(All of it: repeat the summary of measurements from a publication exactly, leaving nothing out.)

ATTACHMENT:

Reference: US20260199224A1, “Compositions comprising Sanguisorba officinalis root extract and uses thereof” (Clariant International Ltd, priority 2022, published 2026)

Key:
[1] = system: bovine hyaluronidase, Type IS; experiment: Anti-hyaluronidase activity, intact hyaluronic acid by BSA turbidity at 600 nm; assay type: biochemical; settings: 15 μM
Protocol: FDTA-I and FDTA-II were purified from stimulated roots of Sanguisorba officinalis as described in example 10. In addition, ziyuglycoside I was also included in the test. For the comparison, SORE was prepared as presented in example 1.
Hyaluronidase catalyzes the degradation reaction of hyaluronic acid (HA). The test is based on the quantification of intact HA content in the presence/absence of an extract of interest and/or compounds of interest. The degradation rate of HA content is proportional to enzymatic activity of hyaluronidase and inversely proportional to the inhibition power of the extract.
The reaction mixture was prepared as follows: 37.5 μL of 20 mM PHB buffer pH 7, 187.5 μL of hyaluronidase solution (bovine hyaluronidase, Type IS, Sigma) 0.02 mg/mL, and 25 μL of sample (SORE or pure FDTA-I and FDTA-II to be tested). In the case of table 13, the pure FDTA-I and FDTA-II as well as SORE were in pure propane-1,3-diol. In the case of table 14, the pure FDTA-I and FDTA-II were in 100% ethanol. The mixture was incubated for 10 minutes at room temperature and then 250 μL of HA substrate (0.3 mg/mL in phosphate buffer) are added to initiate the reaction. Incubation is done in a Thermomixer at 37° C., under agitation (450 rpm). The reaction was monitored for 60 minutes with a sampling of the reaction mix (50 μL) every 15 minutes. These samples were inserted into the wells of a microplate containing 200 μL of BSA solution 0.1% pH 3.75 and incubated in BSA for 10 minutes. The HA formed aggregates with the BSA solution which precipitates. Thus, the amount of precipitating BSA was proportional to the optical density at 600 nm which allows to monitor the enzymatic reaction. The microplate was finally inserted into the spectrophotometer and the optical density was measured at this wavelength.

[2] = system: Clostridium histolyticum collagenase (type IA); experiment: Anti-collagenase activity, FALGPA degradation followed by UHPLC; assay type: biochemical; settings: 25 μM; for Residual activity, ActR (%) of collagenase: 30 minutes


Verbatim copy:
Reference: US20260199224A1, “Compositions comprising Sanguisorba officinalis root extract and uses thereof” (Clariant International Ltd, priority 2022, published 2026)

Key:
[1] = system: bovine hyaluronidase, Type IS; experiment: Anti-hyaluronidase activity, intact hyaluronic acid by BSA turbidity at 600 nm; assay type: biochemical; settings: 15 μM
Protocol: FDTA-I and FDTA-II were purified from stimulated roots of Sanguisorba officinalis as described in example 10. In addition, ziyuglycoside I was also included in the test. For the comparison, SORE was prepared as presented in example 1.
Hyaluronidase catalyzes the degradation reaction of hyaluronic acid (HA). The test is based on the quantification of intact HA content in the presence/absence of an extract of interest and/or compounds of interest. The degradation rate of HA content is proportional to enzymatic activity of hyaluronidase and inversely proportional to the inhibition power of the extract.
The reaction mixture was prepared as follows: 37.5 μL of 20 mM PHB buffer pH 7, 187.5 μL of hyaluronidase solution (bovine hyaluronidase, Type IS, Sigma) 0.02 mg/mL, and 25 μL of sample (SORE or pure FDTA-I and FDTA-II to be tested). In the case of table 13, the pure FDTA-I and FDTA-II as well as SORE were in pure propane-1,3-diol. In the case of table 14, the pure FDTA-I and FDTA-II were in 100% ethanol. The mixture was incubated for 10 minutes at room temperature and then 250 μL of HA substrate (0.3 mg/mL in phosphate buffer) are added to initiate the reaction. Incubation is done in a Thermomixer at 37° C., under agitation (450 rpm). The reaction was monitored for 60 minutes with a sampling of the reaction mix (50 μL) every 15 minutes. These samples were inserted into the wells of a microplate containing 200 μL of BSA solution 0.1% pH 3.75 and incubated in BSA for 10 minutes. The HA formed aggregates with the BSA solution which precipitates. Thus, the amount of precipitating BSA was proportional to the optical density at 600 nm which allows to monitor the enzymatic reaction. The microplate was finally inserted into the spectrophotometer and the optical density was measured at this wavelength.

[2] = system: Clostridium histolyticum collagenase (type IA); experiment: Anti-collagenase activity, FALGPA degradation followed by UHPLC; assay type: biochemical; settings: 25 μM; for Residual activity, ActR (%) of collagenase: 30 minutes